by Phil La Duke
I missed last weekend’s deadline by a fortnight. I just got caught up in other things and had taken the red-eye home from Portland and was exhausted, as time pressed on I remained too busy to put my thoughts to paper. Then I got all my abstracts rejected by the National Safety Council for its 2016 Conference and Exposition in Anaheim.
I had submitted 26 individual abstracts and received 26 individual rejection form letters. I admit it was a blow. This would have been my tenth speech delivered at the conference and while I hadn’t yet come to expect a guaranteed slot I had come to think that my chances were pretty good.
And before you think, “what an arrogant jerk, maybe they just wanted a new voice, someone with a fresh perspective let me remind you that this is the organization that trots out Scott Gellar to spew out the same schlocky malarky he’s been shilling for 20 years along with Charlie Moorecraft, who, while a hell of a nice guy, has told his story so many times to so many safety professionals many believe he’s an urban legend.
While it’s true that I have been an outspoken critique of the the Behavior Based Safety quasi-religion, and the NSC has been painfully slow in denouncing it, or even postulating that said approach might be out-dated or even dangerous despite OSHA’s condemnation of BBS programs for promoting under-reporting and questioning its overall efficacy I still have a soft spot for the National Safety Council so I was more than a little disappointed when I was shut out of both the NSC’s regional Texas Conference and Expo AND it’s National Conference and Safety Exposition. I did write to the organizers and ask for feedback (not an explanation, one is neither owe nor expected) as to how I might do better moving forward (the reviews from the audience were consistently positive, very positive in fact.) But these emails were not answered so I can only assume that the 26 topics were not as thought-provoking as the other 300 or so abstracts they received. At any rate as it stands right now, the only public appearance I will be making will be at the Michigan Safety Conference in Grand Rapids, Michigan in April.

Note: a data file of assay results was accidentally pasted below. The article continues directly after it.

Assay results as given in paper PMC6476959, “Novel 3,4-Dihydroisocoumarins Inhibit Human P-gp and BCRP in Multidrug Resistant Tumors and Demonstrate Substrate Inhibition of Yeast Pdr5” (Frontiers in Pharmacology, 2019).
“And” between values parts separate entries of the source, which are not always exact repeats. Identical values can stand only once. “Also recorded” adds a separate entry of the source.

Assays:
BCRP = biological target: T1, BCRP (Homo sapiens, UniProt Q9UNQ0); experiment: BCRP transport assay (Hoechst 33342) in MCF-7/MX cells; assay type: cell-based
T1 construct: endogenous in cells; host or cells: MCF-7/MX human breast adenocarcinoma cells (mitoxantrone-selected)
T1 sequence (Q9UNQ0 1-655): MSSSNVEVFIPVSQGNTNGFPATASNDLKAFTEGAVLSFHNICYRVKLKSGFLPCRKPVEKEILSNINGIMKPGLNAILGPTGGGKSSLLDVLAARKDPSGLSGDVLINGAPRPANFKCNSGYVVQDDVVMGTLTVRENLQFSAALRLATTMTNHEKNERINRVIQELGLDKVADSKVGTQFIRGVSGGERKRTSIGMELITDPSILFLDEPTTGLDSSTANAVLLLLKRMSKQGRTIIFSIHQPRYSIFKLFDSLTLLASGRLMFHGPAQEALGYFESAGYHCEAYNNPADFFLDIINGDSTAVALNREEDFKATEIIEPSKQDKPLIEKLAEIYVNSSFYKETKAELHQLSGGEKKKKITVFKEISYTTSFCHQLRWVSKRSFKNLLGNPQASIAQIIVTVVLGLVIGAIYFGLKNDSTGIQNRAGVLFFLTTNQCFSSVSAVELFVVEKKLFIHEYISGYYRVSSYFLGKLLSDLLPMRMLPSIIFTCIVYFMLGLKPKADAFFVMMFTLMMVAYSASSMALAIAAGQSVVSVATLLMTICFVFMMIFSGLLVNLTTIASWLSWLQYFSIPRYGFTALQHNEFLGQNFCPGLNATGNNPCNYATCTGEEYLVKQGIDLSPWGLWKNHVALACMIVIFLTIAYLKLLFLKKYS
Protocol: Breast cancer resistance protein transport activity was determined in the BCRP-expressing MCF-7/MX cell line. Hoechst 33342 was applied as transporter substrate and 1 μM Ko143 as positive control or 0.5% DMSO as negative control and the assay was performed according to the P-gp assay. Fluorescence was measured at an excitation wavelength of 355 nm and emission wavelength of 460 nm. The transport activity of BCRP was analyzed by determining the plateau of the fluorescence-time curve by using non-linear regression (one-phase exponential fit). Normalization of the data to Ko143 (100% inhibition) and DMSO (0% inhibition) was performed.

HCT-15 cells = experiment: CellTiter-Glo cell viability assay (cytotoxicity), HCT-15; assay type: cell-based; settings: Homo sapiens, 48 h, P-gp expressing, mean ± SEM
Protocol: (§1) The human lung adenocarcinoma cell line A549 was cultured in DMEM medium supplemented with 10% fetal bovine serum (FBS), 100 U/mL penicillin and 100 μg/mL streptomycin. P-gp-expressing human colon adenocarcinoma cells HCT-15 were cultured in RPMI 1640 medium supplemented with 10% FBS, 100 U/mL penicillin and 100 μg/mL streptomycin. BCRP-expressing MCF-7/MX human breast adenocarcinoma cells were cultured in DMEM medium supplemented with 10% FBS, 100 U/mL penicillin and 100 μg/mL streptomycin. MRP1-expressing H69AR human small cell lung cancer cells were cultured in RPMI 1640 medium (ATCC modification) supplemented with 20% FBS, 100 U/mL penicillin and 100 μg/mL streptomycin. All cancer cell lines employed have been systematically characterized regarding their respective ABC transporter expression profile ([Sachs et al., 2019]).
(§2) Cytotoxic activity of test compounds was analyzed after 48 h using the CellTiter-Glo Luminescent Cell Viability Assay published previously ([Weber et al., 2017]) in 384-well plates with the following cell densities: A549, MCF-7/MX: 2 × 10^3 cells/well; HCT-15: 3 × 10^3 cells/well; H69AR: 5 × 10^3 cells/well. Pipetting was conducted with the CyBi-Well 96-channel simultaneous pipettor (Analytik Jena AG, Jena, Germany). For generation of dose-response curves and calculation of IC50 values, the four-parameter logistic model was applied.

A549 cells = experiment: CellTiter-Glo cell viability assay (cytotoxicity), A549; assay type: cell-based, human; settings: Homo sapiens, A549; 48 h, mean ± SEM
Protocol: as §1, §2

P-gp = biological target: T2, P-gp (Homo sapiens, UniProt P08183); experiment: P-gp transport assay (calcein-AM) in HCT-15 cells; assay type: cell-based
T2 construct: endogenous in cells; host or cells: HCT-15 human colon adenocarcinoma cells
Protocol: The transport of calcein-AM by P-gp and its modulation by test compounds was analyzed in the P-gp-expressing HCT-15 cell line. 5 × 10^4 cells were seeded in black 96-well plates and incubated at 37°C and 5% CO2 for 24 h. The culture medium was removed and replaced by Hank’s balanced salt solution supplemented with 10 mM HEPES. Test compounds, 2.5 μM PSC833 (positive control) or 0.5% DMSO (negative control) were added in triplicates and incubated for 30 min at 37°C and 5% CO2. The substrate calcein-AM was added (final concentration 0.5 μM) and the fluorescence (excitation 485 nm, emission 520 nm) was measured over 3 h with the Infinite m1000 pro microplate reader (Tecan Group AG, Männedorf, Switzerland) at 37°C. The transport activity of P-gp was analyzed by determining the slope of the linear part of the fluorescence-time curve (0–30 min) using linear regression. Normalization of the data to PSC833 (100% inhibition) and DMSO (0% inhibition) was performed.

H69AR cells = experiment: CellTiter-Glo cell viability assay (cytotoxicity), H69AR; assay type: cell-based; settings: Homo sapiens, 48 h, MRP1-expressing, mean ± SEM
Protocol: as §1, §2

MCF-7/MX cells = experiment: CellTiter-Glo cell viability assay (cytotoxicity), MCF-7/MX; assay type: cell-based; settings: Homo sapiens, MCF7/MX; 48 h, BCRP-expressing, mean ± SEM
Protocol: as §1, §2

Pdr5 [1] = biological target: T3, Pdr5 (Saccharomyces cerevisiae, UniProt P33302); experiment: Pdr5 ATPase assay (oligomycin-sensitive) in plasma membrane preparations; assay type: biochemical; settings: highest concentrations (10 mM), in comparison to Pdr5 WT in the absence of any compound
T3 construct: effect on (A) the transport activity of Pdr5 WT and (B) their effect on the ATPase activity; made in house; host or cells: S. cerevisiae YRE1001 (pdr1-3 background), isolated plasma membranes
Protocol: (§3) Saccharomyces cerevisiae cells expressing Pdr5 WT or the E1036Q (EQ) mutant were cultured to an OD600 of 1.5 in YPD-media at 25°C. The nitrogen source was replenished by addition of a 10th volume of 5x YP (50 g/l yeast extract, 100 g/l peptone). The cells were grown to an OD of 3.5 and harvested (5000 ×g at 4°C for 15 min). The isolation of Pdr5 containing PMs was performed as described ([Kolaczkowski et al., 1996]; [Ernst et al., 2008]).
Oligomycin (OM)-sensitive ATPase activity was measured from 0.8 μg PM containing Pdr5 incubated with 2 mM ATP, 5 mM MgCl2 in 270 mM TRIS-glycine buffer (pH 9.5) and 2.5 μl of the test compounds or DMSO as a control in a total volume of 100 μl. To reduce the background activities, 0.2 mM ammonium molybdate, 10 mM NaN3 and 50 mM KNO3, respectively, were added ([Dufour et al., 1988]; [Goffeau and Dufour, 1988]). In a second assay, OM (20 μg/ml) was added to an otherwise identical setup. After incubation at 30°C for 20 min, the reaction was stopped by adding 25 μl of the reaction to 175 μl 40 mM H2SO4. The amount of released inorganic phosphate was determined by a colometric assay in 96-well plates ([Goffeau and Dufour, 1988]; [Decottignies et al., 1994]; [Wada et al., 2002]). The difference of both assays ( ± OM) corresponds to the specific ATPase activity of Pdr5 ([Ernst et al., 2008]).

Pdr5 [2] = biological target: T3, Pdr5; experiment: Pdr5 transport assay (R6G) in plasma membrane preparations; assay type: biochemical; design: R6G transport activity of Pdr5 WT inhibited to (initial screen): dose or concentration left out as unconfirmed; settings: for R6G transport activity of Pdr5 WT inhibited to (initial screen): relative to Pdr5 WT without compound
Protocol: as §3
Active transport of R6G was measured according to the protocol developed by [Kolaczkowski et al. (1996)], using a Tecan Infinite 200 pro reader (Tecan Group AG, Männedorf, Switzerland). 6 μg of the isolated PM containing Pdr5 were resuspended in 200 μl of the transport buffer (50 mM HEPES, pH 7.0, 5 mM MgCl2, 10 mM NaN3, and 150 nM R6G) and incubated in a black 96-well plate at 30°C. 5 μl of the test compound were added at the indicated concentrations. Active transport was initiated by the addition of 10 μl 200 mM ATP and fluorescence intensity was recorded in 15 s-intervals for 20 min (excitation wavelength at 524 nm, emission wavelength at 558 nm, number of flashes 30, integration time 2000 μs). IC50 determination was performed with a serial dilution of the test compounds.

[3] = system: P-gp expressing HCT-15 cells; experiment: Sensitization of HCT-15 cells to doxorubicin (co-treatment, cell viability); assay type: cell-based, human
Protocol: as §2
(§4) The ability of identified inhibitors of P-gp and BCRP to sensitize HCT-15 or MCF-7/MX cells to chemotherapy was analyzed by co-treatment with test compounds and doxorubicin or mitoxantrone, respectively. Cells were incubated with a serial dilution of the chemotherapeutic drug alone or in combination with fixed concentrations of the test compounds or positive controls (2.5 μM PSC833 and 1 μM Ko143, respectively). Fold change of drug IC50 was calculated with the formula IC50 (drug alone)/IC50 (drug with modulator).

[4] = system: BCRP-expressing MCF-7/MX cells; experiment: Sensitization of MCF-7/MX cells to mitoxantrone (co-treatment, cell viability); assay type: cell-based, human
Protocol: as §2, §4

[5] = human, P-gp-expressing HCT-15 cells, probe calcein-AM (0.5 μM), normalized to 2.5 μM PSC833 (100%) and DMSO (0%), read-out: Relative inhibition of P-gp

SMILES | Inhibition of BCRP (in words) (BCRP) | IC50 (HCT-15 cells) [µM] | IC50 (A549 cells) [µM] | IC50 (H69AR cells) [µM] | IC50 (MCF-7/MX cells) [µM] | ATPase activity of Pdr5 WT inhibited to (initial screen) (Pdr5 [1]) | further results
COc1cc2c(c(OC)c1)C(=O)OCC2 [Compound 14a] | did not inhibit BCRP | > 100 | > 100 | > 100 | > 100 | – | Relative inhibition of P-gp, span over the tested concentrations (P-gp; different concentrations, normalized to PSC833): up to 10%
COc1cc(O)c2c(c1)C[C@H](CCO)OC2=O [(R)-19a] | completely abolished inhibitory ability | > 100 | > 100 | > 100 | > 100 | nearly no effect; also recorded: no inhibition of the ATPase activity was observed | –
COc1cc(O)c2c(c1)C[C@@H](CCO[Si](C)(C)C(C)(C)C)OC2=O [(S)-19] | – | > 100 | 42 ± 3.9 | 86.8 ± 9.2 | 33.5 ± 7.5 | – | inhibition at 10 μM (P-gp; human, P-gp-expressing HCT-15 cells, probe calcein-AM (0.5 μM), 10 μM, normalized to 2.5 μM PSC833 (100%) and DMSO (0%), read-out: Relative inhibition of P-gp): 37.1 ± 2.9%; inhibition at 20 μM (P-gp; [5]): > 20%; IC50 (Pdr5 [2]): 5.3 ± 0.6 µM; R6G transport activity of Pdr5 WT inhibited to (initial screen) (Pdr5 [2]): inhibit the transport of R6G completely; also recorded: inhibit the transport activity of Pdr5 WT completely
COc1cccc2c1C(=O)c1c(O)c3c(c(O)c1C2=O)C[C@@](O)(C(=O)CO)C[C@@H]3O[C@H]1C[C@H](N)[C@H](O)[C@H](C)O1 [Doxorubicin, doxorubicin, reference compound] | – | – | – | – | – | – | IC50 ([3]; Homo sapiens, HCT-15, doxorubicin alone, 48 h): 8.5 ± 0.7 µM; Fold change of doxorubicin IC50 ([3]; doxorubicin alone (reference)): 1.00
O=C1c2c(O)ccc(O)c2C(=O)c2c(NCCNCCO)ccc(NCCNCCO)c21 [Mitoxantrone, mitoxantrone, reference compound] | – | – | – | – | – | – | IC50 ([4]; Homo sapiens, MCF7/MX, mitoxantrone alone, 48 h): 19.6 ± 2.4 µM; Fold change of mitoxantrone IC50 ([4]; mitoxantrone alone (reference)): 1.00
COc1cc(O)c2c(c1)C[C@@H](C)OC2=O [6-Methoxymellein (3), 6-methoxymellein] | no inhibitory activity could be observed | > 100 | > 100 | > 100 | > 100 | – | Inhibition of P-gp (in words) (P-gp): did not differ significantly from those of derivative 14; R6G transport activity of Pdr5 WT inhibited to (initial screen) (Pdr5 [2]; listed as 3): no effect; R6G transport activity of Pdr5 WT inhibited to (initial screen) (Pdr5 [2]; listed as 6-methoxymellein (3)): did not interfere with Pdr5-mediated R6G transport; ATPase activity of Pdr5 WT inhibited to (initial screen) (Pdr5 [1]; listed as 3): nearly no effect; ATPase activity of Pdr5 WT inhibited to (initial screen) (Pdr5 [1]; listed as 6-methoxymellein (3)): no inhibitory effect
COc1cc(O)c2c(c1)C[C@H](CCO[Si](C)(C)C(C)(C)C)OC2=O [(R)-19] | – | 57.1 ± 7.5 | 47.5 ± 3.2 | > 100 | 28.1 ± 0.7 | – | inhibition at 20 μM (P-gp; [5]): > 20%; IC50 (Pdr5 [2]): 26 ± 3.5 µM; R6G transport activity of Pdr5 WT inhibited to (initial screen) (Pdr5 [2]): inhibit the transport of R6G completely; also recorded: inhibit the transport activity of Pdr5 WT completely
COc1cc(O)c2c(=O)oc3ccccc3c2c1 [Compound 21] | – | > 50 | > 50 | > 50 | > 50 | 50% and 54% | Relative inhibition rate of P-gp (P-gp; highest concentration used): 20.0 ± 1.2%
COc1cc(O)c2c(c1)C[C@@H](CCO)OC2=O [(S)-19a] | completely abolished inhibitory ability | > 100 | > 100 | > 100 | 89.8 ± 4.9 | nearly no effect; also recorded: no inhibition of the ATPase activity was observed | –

It’s unfortunate, I turned away other venues in the naive belief that I would as likely as not be speaking in October. It’s not just the NSC. Early last year, Mike Riley, the editor of Fabricating and Metalworking notified me that he would be discontinuing my column, The Safe Side saying that I thought I was becoming repetitive. C’est la vie I guess, but a troubling trend since I have 46 articles that were published in the magazine and had hoped that I would make it to 50 before being put out to pasture.
Over the past ten years I have made 20 or so public speeches and published 96 articles and posted over 200 blog articles, all for no compensation. I didn’t do it for the fame, glory or notoriety either—of all the things I would have love to have been famous for, worker safety doesn’t rank in the top million. Trust me, the quickest way to shut down unwanted airplane chit chat with a gabby passenger is to tell him or her that I work in worker safety. No says, “wow, that sounds really interesting” or “wow that sounds like a lot of fun”; as soon as possible they read the book or magazine they brought with them, or lacking that read the emergency evacuation instructions over and over again.
So why did I do it? Why do I continue to do it? To give the field of safety metaphorical intellectual enigma it so richly deserves and in which it is in so dire a need. We still have too many people suffering crippling injuries because their only choices are to either listen to some water-headed simpleton who was put into safety because they were literally too useless for any other job or to figure things out for themselves. Sure there are some great safety professionals out there, but our whole profession has been sullied by well-meaning mouth-breathers who take a make-it-up-as-you-go approach to safety who have never seen a stupid idea they didn’t immediately love.
So am I washed up? Perhaps, but like so many blasé fads I will continue to go on and on and on. I will continue to question the dubious practices of the Safety fields and the even more ridiculous claims of the snake-oil salesmen.
I’m disappointed to see the end of my 15 minutes of fame, who wouldn’t be, but what is a deeper disappointment is that I don’t see anyone picking up where I left off. It takes courage—when one puts one’s opinion out into the blogisphere and questions the establishment one risks losing that big promotion, blowing that career making sale, or just in general having strangers adamantly dislike you. All I can say is that for me it has been worth it, in my own small way I have shaken things up and who knows what the ripples from my tiny contribution to the field of safety will ultimately make.